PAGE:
Lens: Voigtlander color-skopar 35mm f2.5
Camera: NEX-7, ISO1600, f2.5, 1/6, raw
Some time ago I participated to a competition on urban landscape with a panoramic, wide angle shot of a basket court. The photo was completely ignored. This is what I wrote about it:
“Basketball courts are one of the few remaining aggregation points for young people in urban environments. Differently from other urban meeting spots, such as shopping malls, movie theaters, or nightclubs, basketball courts often are free to use and hence are equally opened to all social classes.
What to me looks scary, though, is the tendency to build these courts as if they were cages, with thick fences drastically surrounding the whole area and heavy grey concrete covering the floor with no signs of grass or green. These courts make perfectly clear that urban areas are not designed for the playful stages of youth, from which have to be instead separated and protected.”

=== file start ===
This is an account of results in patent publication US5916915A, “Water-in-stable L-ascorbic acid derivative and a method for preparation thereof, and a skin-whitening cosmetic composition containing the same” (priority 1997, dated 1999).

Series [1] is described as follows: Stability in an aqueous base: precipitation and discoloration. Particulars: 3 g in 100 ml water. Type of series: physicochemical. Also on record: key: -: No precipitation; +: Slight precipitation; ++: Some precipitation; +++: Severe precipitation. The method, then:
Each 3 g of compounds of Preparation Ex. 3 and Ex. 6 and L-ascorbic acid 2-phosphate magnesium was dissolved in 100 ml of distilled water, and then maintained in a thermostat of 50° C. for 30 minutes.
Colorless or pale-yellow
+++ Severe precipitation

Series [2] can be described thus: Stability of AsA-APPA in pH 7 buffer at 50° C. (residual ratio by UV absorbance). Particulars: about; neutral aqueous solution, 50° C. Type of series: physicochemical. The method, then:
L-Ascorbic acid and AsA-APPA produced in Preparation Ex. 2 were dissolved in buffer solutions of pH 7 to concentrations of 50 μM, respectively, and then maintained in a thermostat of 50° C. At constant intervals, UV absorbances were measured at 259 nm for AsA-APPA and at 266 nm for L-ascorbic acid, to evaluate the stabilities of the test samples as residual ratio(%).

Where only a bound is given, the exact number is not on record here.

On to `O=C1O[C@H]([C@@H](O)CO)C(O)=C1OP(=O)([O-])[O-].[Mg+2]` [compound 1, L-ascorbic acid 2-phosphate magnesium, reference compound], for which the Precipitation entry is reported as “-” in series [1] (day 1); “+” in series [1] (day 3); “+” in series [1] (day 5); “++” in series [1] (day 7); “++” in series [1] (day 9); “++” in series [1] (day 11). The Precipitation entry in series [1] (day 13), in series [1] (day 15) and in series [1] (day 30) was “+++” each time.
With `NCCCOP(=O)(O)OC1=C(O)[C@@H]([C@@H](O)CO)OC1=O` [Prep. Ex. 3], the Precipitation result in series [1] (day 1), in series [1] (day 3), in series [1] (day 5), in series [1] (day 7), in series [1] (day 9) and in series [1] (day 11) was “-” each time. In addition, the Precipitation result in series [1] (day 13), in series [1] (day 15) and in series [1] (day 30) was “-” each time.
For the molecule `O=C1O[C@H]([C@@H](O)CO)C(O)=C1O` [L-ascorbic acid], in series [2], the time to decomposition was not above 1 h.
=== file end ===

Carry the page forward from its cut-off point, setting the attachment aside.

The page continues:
I know I sounded a bit politically bitchy, and that Italian basket courts look a bit less jail-ish than London’s ones. Yet, I’m seeing that Rome is clearly moving from opens space equally shared by adults, children, and dogs, into an “adult-only” open space populated with boxes, some for children and others for dogs. I know this is mainly for security reasons, and that parents are generally happy not to have to continuously worry that their child will be run over by a car, while dog owners are relieved to be able to unleash their animals without worrying of the grumpy lady who will start complaining. I understand that those boxes provide a very welcome service. Yet, I feel that a service like this shouldn’t be necessary. Shouldn’t be welcome.
As the Tuiavii Chief wrote in the 30s, when he came back to the Samoa islands after a long travel through Europe:
“Is the Papalagi (the white man) really proud of the stones he put together (the cities)? I can’t tell. The Papalagi is a person with weird ideas. He does many senseless things which hurt him, and yet he glorifies and praises them.”